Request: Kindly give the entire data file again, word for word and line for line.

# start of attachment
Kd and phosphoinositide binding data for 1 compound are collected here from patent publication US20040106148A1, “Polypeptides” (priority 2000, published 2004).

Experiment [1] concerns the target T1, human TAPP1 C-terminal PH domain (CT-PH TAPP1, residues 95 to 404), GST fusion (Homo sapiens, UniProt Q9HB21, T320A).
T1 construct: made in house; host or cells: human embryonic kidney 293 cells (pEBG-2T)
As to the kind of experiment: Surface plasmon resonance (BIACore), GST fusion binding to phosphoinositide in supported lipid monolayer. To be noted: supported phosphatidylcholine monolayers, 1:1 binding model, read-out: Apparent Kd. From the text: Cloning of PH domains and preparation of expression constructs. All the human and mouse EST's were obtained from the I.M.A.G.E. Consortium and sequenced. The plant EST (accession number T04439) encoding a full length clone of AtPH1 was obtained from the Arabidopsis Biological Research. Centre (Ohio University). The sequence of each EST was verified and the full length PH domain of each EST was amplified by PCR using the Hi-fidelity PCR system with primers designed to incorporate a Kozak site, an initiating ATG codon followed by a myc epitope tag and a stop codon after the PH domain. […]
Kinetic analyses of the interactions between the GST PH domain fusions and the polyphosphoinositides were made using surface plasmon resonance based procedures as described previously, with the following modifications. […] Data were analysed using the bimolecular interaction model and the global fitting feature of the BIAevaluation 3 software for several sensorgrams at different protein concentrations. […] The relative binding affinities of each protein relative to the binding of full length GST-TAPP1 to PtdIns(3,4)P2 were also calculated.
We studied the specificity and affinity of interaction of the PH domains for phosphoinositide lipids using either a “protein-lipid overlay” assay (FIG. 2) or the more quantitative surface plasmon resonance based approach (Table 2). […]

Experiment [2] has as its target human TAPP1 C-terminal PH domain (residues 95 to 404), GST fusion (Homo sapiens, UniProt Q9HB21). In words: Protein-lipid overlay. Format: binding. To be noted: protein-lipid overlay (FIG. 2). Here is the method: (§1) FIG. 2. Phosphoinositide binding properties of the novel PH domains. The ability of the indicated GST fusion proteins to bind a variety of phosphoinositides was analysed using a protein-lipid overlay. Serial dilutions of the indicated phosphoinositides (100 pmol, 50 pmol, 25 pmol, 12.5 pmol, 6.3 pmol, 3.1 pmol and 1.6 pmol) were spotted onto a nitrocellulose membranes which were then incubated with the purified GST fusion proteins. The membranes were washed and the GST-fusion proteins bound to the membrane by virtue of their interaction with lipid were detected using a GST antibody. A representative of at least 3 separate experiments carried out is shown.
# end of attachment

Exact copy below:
Kd and phosphoinositide binding data for 1 compound are collected here from patent publication US20040106148A1, “Polypeptides” (priority 2000, published 2004).

Experiment [1] concerns the target T1, human TAPP1 C-terminal PH domain (CT-PH TAPP1, residues 95 to 404), GST fusion (Homo sapiens, UniProt Q9HB21, T320A).
T1 construct: made in house; host or cells: human embryonic kidney 293 cells (pEBG-2T)
As to the kind of experiment: Surface plasmon resonance (BIACore), GST fusion binding to phosphoinositide in supported lipid monolayer. To be noted: supported phosphatidylcholine monolayers, 1:1 binding model, read-out: Apparent Kd. From the text: Cloning of PH domains and preparation of expression constructs. All the human and mouse EST's were obtained from the I.M.A.G.E. Consortium and sequenced. The plant EST (accession number T04439) encoding a full length clone of AtPH1 was obtained from the Arabidopsis Biological Research. Centre (Ohio University). The sequence of each EST was verified and the full length PH domain of each EST was amplified by PCR using the Hi-fidelity PCR system with primers designed to incorporate a Kozak site, an initiating ATG codon followed by a myc epitope tag and a stop codon after the PH domain. […]
Kinetic analyses of the interactions between the GST PH domain fusions and the polyphosphoinositides were made using surface plasmon resonance based procedures as described previously, with the following modifications. […] Data were analysed using the bimolecular interaction model and the global fitting feature of the BIAevaluation 3 software for several sensorgrams at different protein concentrations. […] The relative binding affinities of each protein relative to the binding of full length GST-TAPP1 to PtdIns(3,4)P2 were also calculated.
We studied the specificity and affinity of interaction of the PH domains for phosphoinositide lipids using either a “protein-lipid overlay” assay (FIG. 2) or the more quantitative surface plasmon resonance based approach (Table 2). […]

Experiment [2] has as its target human TAPP1 C-terminal PH domain (residues 95 to 404), GST fusion (Homo sapiens, UniProt Q9HB21). In words: Protein-lipid overlay. Format: binding. To be noted: protein-lipid overlay (FIG. 2). Here is the method: (§1) FIG. 2. Phosphoinositide binding properties of the novel PH domains. The ability of the indicated GST fusion proteins to bind a variety of phosphoinositides was analysed using a protein-lipid overlay. Serial dilutions of the indicated phosphoinositides (100 pmol, 50 pmol, 25 pmol, 12.5 pmol, 6.3 pmol, 3.1 pmol and 1.6 pmol) were spotted onto a nitrocellulose membranes which were then incubated with the purified GST fusion proteins. The membranes were washed and the GST-fusion proteins bound to the membrane by virtue of their interaction with lipid were detected using a GST antibody. A representative of at least 3 separate experiments carried out is shown.